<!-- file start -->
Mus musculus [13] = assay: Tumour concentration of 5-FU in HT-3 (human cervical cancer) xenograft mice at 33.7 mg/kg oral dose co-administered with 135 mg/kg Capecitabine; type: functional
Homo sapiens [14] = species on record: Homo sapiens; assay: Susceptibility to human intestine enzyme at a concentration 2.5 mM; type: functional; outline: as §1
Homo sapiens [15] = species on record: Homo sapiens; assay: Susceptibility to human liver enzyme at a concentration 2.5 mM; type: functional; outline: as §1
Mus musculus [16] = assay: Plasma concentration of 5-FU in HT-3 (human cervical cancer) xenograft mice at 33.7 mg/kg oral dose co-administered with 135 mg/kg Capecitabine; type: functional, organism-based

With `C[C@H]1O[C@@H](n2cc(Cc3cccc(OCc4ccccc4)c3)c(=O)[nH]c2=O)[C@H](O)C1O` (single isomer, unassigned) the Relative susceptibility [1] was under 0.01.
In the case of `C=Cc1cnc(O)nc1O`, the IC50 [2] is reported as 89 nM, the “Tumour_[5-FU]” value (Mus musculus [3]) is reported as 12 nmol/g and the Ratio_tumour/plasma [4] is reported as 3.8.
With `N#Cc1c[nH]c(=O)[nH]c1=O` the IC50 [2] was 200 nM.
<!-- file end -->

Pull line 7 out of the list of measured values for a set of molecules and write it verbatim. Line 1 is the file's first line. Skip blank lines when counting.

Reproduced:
With `N#Cc1c[nH]c(=O)[nH]c1=O` the IC50 [2] was 200 nM.